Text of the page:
Kit:  I say I don’t like “stuff”, but I have been slowly accumulating cycling accessories over the past few weeks.  I now carry spares and a repair kit with me everywhere I go.  I still need to get myself a medical kit and an array of essential Pre- and Post-Saddle cycling creams (Thanks for the advice!).  It feels a bit optimistic, but I also need to think about sunscreen!

As far as the cycling kit (clothes & food supplements) is concerned, the man from Wiggle is becoming very familiar with where I live.  I’ll have a final push in a couple of weeks, but I think everything is under control as far as kit is concerned.

Incidentally, if anyone has any further advice on essentials I should take with me (other than “don’t forget your bike” and “take lots of creams”) I’m keen to learn!

Fundraising:  I have decided to broaden the scope of this action to “Fundraising and Awareness“.  I have paid for the ride myself.  As a result, all the money I raise will go to the British Heart Foundation.  I will continue to raise as much money as I can over the Summer, but focus my efforts more on awareness.  After all, I have little control over whether people decide to sponsor me or not, but I do have some control over the messages:

  1. Everyone can personally take action to reduce their chances of experiencing the effects of Heart Disease; and
  2. There is hope after having a Heart Attack.  Life goes on.  You can still do things.  You can even do new things!

So, I’ll focus on the messages and hope that sponsorship will follow.  (http://www.justgiving.com/heartattackwaitingtohappen)

Fitness:  I’ve been able to get outside regularly over the past couple of weeks, which has been great!  I’ve slowly ramped up the mileage of each ride to my target distance (50 miles).  Now I think I just need to do more of the same and, in the process, avoid hurting myself.

There’s more work to do, but things are progressing well.  I’m increasingly confident that the cycling won’t be too much of an issue for me.  I guess the big unknown is the back-to-back mileage.  Realistically, I’m never going to do 300 miles over 4 days before the Euro City Cycle itself, so I’ll just have to rely on the Training Guidance I’ve been given.

***

In addition, I think it might also be a good idea to get my bike serviced before I head off.  After all, it’s going to play an important role in the trip!  I know I should learn to do it for myself, but one thing at a time!  I suspect that if I did try to do it myself at the moment it’d result in an expensive bill for someone who knows what they’re doing to fix my “fixes”!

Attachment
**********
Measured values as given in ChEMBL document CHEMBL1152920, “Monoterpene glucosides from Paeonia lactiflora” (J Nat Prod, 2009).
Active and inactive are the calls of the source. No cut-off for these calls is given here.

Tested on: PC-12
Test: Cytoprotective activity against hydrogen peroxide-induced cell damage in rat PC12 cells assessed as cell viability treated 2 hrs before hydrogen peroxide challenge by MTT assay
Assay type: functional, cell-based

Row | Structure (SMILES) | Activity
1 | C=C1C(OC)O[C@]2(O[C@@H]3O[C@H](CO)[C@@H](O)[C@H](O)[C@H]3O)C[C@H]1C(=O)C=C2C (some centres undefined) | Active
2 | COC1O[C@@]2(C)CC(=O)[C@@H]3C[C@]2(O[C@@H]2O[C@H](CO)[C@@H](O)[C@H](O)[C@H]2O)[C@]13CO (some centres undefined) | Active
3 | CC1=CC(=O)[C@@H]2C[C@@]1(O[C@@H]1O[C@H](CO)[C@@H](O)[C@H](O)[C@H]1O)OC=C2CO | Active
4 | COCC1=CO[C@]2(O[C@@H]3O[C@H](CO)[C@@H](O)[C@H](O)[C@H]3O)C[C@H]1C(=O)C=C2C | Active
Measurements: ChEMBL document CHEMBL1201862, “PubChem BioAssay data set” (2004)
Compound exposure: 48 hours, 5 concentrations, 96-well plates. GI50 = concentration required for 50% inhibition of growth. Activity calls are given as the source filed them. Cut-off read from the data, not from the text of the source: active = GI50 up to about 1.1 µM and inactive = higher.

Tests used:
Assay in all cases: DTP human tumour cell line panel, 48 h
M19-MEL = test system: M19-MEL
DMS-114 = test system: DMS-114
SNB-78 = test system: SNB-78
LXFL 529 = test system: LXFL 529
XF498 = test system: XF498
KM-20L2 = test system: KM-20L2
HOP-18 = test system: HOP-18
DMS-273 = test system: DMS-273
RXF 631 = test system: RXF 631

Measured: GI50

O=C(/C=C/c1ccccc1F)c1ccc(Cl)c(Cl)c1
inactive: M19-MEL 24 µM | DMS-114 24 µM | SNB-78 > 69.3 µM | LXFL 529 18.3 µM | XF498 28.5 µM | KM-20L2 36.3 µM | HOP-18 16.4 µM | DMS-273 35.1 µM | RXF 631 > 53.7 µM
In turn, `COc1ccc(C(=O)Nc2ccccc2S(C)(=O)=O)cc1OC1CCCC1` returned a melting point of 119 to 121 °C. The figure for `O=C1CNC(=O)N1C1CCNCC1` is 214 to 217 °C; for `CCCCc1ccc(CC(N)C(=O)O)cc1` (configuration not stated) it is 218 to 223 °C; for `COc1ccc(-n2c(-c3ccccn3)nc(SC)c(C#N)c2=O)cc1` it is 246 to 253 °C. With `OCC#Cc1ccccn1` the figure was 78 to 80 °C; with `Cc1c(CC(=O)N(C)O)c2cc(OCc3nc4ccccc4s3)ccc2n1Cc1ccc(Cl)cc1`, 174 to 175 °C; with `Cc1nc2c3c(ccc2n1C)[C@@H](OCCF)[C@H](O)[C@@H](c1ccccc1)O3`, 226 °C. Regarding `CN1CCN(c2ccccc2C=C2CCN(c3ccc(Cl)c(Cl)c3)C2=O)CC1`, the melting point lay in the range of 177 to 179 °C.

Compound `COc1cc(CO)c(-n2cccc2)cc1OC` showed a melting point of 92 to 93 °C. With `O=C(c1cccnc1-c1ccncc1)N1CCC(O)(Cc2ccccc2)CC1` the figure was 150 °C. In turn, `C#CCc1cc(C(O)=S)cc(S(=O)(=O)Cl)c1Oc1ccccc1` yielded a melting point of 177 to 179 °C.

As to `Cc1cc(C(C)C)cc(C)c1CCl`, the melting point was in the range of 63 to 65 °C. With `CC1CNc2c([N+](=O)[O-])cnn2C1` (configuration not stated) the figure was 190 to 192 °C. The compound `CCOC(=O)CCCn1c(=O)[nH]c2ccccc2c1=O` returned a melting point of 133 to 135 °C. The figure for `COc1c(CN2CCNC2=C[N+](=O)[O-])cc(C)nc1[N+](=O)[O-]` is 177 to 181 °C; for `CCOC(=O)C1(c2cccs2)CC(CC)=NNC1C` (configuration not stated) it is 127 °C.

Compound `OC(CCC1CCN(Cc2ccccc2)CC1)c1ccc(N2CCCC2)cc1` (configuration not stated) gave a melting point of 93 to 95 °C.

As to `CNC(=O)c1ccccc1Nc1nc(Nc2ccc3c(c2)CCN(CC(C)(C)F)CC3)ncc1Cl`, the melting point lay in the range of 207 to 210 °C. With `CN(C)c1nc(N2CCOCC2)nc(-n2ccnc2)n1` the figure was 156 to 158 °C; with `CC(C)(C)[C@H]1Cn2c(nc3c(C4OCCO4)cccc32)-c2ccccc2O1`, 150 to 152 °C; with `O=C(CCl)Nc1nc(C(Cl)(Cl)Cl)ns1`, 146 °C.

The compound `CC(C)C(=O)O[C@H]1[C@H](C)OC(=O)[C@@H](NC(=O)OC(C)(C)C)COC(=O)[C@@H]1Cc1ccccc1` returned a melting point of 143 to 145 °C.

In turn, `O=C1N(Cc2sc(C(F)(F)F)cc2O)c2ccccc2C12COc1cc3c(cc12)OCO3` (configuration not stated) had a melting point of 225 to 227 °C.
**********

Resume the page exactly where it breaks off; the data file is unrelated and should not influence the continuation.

***

So, all in all I think I’m in reasonable shape!  I’m sure the next 50 days will fly by.  I’m getting increasingly excited about the event, to the extent that I’m really happy I’ve got other events to look forward to after the Euro City Cycle.  I suspect it’ll leave a bit of a hole in my life when it’s done!

Homeward bound

We live at the top of a hill.  It’s a hill of reasonable stature that gets gradually steeper as you approach the top.  As a place to live it’s good it you’re concerned about rising sea levels or floods in general.  It isn’t so good however as a starting point for exercise if you’re recovering from a Heart Attack.

There are some other benefits of living at the top of a hill!

In the early days of my rehabilitation, when I first arrived home from hospital, I tried to avoid the slopes as much as possible (see An athlete’s pulse and “little” walks).  It was possible to do with a 5 minute walk, but I soon had to take them on.  My twice daily walks would incorporate slow, steady ascents, allowing me to gradually build my strength and confidence.

Since I’ve been riding my bike I’ve avoided the hill completely.  Instead, I’ve put the bike rack on the car and driven to a flatter area to start and finish my rides.  It’s been a pain, but it reduced the risk of pushing myself too hard.

Given the girls have never managed to scale the hill on their bikes either it has held fear for the whole family.  I have therefore had strong support for my conservative, risk averse approach.

Over the past few months the hill seems to have grown.  Like a volcanic island, it has risen a few inches every time I have driven up it.  Concern over the impact the hill might have on my health has allowed in to grow into a challenge of almost biblical proportions.

Yesterday, however, I decided to take it on…

The gentle ascent to our house

I finally managed to get away from work early enough to get out for a ride before darkness descended, taking advantage of another beautiful afternoon.  I did a reasonable mid-week ride (my first), but the majority of it was just a warm up for the final ascent.

As I approached the lower slopes I felt strong but a little anxious.  I applied the lessons learned at the weekend;  low gear, steady cadence, maintain momentum. always try to keep something in reserve.

It turned out to be a bit of an anti-climax.  I made it without any distress and not even a thought of getting off to walk.  An anti-climax, but another major milestone!  Overcoming this hurdle will take about 30 minutes off most of my rides.  It’ll make heading out in the evening more doable, and also finish them off with a cheeky little ascent.

It also served as a reminder of how far I’ve come since last June and my “little” walks!

Inverness, here I come!